In this blog spot, I would like to show you some good use cases where we can use the new fancy tuple syntax in the new version of C#.
But first, let’s learn some history.
Microsoft introduces the first tuples in the C# version 4. Before the release of C# version 4, I have read a lot of blog posts about what the tuples are, using the tuples, and how they can be useful in some situation. These posts came from communities of various languages but not C#. So when I heard C# supported tuples too, I was eager to try it. But it was a disappointment.
This new “tuple feature” was only adding a new generic class
Tuple<T1>, Tuple<T1,T2> ….. Tuple<T1…T7, Tuple<T8>>
This class has properties named Item1 …. ItemX which hold a value of tuple. Ugh. In previous years, I tried to use these tuple classes more times, but every time the result was the same. The hard-to-read code which I have to rewrite to custom classes consisted of better-named properties than Item1 and Item2.
I have to admit I don’t know why someone would use this class Tuple<T1,T2> and what its purpose.
But with the new version of C# 7 tuples are something completely different. I have a love affair with F# language, so I am very happy to see the good tuple implementation finally comes to the C#.
So let’s quickly remind what the new tuples are.
If you want to return from function two values, you can now use this language constructs
On the first sight, this syntax may seem a little unusual, but I believe you will get used to. It is worth it.
The great thing is that compiler can wrap the tuple to the anonymous class.
This code is also perfectly valid
Maybe you notice the method Tuple returns the complex object that has two field(or properties) a,b and the only tuple syntax job is to do a “deconstructing” result into two variables.
So now what is it a good use case to use this fancy new feature?
Getting rid of “out parameters”.
The tuple is a great way how we can get rid of the methods with “out” parameters.
I think this is horrible piece of code. In my projects I usually have a helper class like this:
And then I can use this statement to parse value without out parameter:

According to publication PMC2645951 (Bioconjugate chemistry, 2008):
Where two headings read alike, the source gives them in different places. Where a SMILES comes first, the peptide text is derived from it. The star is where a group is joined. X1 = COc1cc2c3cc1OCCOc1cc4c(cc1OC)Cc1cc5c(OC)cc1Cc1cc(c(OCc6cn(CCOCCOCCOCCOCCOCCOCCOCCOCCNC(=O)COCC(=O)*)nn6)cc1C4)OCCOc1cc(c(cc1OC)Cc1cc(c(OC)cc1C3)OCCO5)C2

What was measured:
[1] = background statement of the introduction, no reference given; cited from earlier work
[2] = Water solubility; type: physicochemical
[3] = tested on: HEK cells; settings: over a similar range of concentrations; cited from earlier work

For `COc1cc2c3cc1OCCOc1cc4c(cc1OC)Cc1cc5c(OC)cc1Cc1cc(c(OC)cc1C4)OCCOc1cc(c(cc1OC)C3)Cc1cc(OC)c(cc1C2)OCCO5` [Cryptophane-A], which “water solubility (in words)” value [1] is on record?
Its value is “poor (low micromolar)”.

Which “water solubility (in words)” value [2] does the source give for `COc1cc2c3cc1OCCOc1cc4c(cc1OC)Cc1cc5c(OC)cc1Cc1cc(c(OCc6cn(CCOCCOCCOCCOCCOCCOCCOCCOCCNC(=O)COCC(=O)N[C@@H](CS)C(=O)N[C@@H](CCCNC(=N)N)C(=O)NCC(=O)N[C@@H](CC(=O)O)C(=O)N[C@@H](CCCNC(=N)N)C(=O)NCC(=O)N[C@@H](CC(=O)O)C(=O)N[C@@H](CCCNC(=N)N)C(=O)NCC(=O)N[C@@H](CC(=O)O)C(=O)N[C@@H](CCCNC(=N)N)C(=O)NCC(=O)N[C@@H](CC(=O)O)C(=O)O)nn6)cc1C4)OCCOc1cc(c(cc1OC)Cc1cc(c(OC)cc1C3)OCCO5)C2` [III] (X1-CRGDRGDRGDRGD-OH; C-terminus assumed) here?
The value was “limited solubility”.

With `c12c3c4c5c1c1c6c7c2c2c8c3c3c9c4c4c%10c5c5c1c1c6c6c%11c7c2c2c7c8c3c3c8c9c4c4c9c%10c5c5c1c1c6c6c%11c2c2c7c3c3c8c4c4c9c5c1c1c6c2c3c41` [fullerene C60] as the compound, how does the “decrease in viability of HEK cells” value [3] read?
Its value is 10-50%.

var result = BoolParser.Try("true");
In new version of C#, you can use the tuple and rewrite this helper method like this:
It’s shorter a much more readable than the version with “out parameter”.
There are two common arguments against this approach.
- Using new feature “out var” is a better solution.
- The previous approach (returning BoolParserResult) is a better and more object oriented way how to deal with this problem.
They seem like valid points. I´ll tackle them one by one.
With new feature “Out var” you can call function TryParse like this:
That maybe looks good until you see this:
What value does variable i hold and why doesn’t the compiler protest the variable i does not exist in the current context?
This is called “variable scope leakage, “ and in my opinion, it wasn’t good design choice of the author of C#. I think it can cause worse readability and introduce some confusion. If you want to learn more, you can read this great post.
Return instance of class over tuple
One valid argument against using the tuple is we can return from method an instance of a simple class which just holds data. Like data transfer object(DTO). This approach we saw in the example with BoolParserResult. The class BoolParserResult contains the indicator of success and parsed data.
But now I believe using class for this parsing can be overengineering. By creating any class, we introduce to our program a new indirection or better said new abstraction.
We need to ask yourselves:
- It is an unavoidable abstraction or not?
- Does this new abstraction create for me some value, make the program more readable, usable(re-usable), testable?
- Do we reuse this class in the future?
The BoolParserResult is a class that probably be used only as return class from the method BoolParser and also this class probably isn’t change in future. It is a small stable class which won’t have any behavior just data. So why we need it. We need only values of this class. So create a class doesn’t provide any value to us and our program.
Another problem with DTO is that we need always create some name. And we all know naming is hard. It can stop your flow and drain your precious mental stamina. You can spend your time to inventing a name which doesn’t provide you any additional value. You can do much more interesting things than thinking about the name of the useless class.
Where not use a tuple.
I need tell a little about not so good use cases for tuples.
In my opinion the main problem with tuple is using it in public API which is consumed by other developers. When I am creating this kind of library, I tend to use small class and good named structure over tuples.
New tuple syntax is very nice and can be very useful. If you are not sure, just try it in private methods and after you see and learn the advantage and some caveats of tuples try to use it in more critical part of your application.